I called AiAi the platform when I could have just said I played these games on “PC” or desktop. I did already manually “roll up” a bunch of different ways of saying “web” into that category (as opposed to “browser”, “puzzlescript”, or just a plain URL.) If I add up: Steam, AiAi, pc, Ludii, Itch and Mac, I get 42 games & days, 47 if you include Tabletop Simulator. But that’s not quite right because of course some of those days might have been the same between the different platforms.
I’m pretty convinced I forgot to log some VR plays. There’s no way that I only used my Quest 2 on 3 days last year. I can actually think of 3 days off the top of my head, and I’m sure there were some days I used it in my living room as opposed to getting together with my friend Nate in the park, or the only in-person VR meetup of the year (also outdoors) where we played the new Space Pirate Trainer “Arena Scale”. Still, it’s worth noting that I didn’t use VR very much in 2021.
I was surprised to see that I played 15 different tabletop games across 18 days, so I decided to dig into the data. Turns out, I am deliberately only taking the first word when I parse the data for platform, and I had a bunch of entries where the platform was “tabletop simulator”. I fixed those entries manually and the actual numbers are displayed above. I did play more tabletop games than expected, given how seldom I went anywhere outside of my apartment this year.
As mentioned previously, I wrote 38 game reviews, but they were all very short and casual, and several of them (3 to be exact) were second reviews of games I’d already written about before. Those games were Astroneer, which I wrote about twice in January, Ori and the Will O’ the Wisps (in February), and Shapez (in August). Also, it’s worth noting that 10 of those reviews were written over two days for the previously mentioned Best Combinatorial Game of 2020 competition. I can’t really decide if I want to publish these anywhere. They’re written a lot like my goodreads reviews, which is to say that the audience is definitely “future me”, as opposed to “anyone else”. I usually just say something short about what I felt the game was about, as well as anything unique or interesting I observed while playing. And of course I say something about whether I enjoyed the experience.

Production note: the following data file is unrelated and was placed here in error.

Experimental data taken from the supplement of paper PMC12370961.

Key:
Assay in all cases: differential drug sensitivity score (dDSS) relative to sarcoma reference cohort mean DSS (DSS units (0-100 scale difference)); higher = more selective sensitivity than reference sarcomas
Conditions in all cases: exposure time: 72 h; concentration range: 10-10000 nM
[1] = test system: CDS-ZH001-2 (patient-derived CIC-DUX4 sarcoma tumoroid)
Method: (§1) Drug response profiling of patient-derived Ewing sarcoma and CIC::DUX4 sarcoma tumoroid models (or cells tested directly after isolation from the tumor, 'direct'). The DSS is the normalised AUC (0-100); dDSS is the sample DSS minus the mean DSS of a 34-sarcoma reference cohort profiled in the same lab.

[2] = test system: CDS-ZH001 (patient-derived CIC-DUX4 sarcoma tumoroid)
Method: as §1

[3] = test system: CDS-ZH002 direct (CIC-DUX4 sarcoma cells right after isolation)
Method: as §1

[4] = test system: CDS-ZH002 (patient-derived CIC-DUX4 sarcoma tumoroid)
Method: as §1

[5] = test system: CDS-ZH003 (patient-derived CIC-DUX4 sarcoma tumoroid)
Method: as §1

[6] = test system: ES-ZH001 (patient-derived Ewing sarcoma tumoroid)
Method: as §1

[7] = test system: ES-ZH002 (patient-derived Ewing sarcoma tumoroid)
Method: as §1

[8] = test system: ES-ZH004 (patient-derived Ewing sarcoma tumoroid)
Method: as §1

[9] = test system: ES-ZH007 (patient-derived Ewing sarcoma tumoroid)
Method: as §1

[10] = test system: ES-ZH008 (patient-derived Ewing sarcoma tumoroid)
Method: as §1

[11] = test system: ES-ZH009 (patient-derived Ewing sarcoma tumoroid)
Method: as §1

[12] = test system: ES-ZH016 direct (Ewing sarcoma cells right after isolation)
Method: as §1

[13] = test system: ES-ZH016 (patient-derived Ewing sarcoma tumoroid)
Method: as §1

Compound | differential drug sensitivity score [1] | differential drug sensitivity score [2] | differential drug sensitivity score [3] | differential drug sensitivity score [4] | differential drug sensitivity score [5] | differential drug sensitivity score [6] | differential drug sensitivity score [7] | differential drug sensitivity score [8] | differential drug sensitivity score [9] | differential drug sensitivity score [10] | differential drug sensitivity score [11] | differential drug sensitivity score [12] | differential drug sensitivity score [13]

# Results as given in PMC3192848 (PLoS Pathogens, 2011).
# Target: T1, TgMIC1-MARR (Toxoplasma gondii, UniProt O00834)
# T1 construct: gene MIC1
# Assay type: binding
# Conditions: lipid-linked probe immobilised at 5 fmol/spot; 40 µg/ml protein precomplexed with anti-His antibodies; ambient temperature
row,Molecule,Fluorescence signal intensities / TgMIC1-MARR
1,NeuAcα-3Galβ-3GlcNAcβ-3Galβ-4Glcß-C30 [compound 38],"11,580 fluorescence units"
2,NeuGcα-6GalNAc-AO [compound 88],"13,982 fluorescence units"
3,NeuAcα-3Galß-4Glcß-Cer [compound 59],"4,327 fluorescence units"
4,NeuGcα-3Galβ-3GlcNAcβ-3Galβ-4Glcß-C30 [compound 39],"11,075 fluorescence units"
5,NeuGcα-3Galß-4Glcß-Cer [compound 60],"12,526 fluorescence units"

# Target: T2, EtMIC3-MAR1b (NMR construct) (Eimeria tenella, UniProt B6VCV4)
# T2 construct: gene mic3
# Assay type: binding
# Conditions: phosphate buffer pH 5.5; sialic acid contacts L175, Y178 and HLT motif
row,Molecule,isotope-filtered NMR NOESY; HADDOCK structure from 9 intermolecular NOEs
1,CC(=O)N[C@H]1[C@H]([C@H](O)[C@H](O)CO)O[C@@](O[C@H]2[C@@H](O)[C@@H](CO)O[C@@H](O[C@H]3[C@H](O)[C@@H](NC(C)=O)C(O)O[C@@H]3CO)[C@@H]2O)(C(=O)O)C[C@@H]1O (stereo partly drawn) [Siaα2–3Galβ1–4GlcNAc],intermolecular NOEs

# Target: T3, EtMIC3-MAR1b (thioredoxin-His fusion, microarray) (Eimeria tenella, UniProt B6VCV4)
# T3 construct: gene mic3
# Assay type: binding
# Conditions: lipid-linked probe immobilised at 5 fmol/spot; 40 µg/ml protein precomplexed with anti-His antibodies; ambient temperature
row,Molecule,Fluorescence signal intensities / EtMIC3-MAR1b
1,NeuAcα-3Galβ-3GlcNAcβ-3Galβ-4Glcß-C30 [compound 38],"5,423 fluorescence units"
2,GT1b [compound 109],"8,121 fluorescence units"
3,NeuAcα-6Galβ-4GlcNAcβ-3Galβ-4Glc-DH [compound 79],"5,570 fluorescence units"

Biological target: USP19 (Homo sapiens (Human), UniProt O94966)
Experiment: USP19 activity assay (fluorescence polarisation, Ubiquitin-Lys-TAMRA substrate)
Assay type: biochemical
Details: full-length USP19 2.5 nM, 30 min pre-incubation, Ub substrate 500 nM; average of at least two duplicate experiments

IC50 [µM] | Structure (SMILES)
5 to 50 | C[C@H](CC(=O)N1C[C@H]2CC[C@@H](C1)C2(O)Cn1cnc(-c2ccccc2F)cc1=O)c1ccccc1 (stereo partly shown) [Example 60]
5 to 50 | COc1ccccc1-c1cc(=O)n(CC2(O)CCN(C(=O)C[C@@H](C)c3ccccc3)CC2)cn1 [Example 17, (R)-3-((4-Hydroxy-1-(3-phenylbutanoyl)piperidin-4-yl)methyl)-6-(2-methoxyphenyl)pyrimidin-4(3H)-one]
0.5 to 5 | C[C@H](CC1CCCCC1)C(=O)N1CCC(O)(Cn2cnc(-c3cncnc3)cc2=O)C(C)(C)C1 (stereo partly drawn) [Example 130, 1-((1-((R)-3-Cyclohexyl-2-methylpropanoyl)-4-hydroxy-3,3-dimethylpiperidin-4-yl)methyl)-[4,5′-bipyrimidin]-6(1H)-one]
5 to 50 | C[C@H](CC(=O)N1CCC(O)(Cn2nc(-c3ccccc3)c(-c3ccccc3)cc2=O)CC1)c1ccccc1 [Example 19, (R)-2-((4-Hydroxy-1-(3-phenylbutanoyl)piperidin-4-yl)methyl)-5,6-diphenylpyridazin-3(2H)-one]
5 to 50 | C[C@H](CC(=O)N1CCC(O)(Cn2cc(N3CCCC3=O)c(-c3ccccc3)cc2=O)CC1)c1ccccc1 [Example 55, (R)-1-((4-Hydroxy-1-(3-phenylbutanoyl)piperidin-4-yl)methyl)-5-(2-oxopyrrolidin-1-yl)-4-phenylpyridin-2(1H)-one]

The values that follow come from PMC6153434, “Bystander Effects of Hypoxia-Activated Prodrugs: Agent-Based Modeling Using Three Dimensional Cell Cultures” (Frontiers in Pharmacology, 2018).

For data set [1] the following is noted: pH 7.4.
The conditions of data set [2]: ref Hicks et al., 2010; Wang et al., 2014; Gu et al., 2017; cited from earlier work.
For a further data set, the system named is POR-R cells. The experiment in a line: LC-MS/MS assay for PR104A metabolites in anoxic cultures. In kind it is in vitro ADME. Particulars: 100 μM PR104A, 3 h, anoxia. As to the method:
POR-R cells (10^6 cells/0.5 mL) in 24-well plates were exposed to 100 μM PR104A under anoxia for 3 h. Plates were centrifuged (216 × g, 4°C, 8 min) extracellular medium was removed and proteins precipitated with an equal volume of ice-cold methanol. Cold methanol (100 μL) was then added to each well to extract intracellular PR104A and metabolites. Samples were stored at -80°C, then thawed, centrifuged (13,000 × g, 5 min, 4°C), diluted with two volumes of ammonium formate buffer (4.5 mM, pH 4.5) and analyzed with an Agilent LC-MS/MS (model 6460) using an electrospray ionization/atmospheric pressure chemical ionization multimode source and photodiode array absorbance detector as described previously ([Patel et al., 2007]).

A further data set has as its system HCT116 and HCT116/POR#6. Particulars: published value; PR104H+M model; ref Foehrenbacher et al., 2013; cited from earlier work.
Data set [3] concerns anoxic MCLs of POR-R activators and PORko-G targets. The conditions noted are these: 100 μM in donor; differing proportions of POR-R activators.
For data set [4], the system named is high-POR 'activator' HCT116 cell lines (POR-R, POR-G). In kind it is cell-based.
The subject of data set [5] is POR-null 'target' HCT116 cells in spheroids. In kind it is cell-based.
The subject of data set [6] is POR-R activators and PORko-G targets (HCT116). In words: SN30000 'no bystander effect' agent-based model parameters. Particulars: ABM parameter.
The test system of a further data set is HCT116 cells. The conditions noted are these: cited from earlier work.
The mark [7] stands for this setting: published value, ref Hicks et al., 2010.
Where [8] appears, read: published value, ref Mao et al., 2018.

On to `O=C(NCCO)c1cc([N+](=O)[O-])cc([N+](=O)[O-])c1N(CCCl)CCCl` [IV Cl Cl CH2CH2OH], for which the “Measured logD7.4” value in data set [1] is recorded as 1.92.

I sometimes do wonder if there’s any point to the game log. It feels… kind of narcissistic to keep track of all my game playing. But being able to write this post (and have these introspective insights) definitely feels “worth it” to me, so I have no plan to stop. (And feel a renewed vigor for the project as I write this.)
I’d like to do more releasing of games in 2022, but I’m not going to hold myself to that too strictly. It’s more important that I continue to enjoy creating games as much as I enjoy playing them.
Happy new year everyone!!! Here’s to playing (and making) all the games in 2022!
Note: If you haven’t already, you’ll probably want to read my original blog post introducing Blither before you dive into this one.
What’s a heuristic?!?
I promised to write up some “strategy notes” for Blither, but then yesterday I read this excellent article by David Ploog about Abstract Strategy game Heuristics, and had the revelation that most of the advice I’d already written would not actually be in the realm of strategy. Ploog lists 4 types of Heuristics: Evaluations, Strategies, Tactics, and Patterns. To quote:
- Evaluations: Assessing a position, locally and globally.